Yet, in 1912, all France hailed this woman “whose house was on the walls” as a heroine because she had saved not three men, as Rahab did, but sixteen French officers, in her den of vice by disguising them as some of her girls. In 1925 France rang with her praises again for betraying a great conspiracy against General Foeymirau’s troops at Meknes. For this she was proposed for the Legion of Honor and almost, but not quite, received it.

For many years this wall-girt city has been full of whispers about Moulay Hassen, once beautiful but now with a face as hard as the jewels which weigh her down. They were tales of murders and torture so fantastic, that when they reached the ears of the French ruling class, they caused only amused smiles. No modern woman could be such a devil, they thought.

The natives believed, but never complained to the authorities because they were mire she would not be punished and they feared her vengeance. They saw the highest army officers and government officials bow low, as if she were royalty. Lest there he any doubt of her influence, the woman used to boast:

“The French owe me a thousand lives and I have not yet collected all the debt.”

Like Kipling’s Lahm, in his famous story, “On the City Wall,” she could leave her great fortune in jewelry lying about unguarded and nobody dared rob her. Yet this idea that she was above the law was entirely a delusion which was shattered by the innocent hands of a couple of little children.

Moulay, besides her original house on the wall, had acquired a dance hall and a private home with a large garden in the native quarter. Into that garden one day two small boys managed to penetrate and amused themselves by digging a hole in the soft earth under a fig tree. After a while they wandered out into the street carrying with them some queer white things they had unearthed. A few minutes later a police inspector found them trying to fit together the bones of a human hand. Investigation brought to light the almost complete skeleton of a young woman scattered about the earth under that fig tree.

To the astonishment of the natives, the police confronted Moulay in her house on the wall for questioning. Haughtily the woman who had almost won the Legion of Honor denied knowledge of the bones and reminded them that they had better remember to whom they were talking. The questioning inspector finally paused and was remembering that very thing when he heard a faint scratching sound behind a recently-plastered wall.

“What is making that sound?” the inspector asked.

“A cat,” replied the woman. “I have many here, as you can see, and one must have gotten imprisoned last week when workmen repaired the wall.”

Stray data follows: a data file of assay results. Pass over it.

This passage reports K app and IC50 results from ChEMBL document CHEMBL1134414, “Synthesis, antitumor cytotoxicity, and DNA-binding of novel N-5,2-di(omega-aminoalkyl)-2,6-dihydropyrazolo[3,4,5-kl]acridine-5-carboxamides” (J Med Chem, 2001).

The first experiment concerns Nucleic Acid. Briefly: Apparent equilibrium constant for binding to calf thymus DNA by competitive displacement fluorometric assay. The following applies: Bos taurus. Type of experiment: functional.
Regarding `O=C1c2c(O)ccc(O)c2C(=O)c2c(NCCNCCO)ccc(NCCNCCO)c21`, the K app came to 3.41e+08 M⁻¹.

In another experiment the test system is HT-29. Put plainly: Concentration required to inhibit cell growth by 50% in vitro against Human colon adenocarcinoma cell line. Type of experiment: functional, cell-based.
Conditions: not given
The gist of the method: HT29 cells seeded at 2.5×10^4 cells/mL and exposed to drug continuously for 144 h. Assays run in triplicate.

“Let it out,” the inspector ordered, and the woman answered:

“I have already arranged for a plasterer to come tomorrow. He will know how to make a small hole and not do much damage.”

The inspector looked searchingly at Moulay’s hard face, which pave no indication that she was not telling the truth. But his eye wandered to Mohammed Ben Ali, one of her servants, who was trembling.

“Ali,” he snapped, “by Allah, tell the truth —what’s behind that wall?”

Ali wrung his hands, but he answered:

“Allah is my witness it is only a cat.”

“We will see,” said the inspector, drawing his pistol and with the butt striking three blows. The wall gave back three hollow sounds. He cried:

“This is the police. Is anyone behind that wall? Answer in the name of the law.”

There was a tense silence, and then, from behind the wall, came a faint mewing sound, like a cat. Monlay Hassen smiled.

“Satisfied now, Monsieur Gendarme?” she asked. The inspector’s face turned red as he realized that, perhaps he had gone too far with the “savior of Gen. Poeymiran.” Then came a muffled voice speaking through the wall. It said:

“No, I will not keep quiet. Help! There are four of us here and we are dying.”

The police went to work on the wall with he nearest tools they could find, and soon dragged forth three girls and a boy, almost naked, hardly better than skeletons and more dead than alive, from a space so narrow that they had no room to lie down.

They were given water, and then the police wanted to know why they had mewed like a cat instead of calling for help the first time. One of the girls spoke faintly, as she rolled sunken eyes at the Hassen woman:

“She ordered us to make a noise like a eat if anyone should knock on the wall. She promised, if we did, to let us out before we died, but if we spoke she would torture us to death.”

“But I did not believe her, so I cried out to you,” the boy skeleton interrupted. “We have been here four days without food or water, but we know whose bones those are you bringing up in her garden. That was Cheriffa, the dancer.

“We saw her murdered.”

“What have you to say to this?” asked the inspector sternly. Scornfully Moulay is reported to have answered:

“France owes me 1,000 lives.”

Whispers fly fast in Meknes, and when the ambulance arrived for the four half-dead victims, a great crowd had massed beside the wall. With only a murmur, the natives watched the four taken away, but when the police appeared with Moulay Hassen a prisoner, a roar went up and the police had all they could do to save her from being torn to pieces.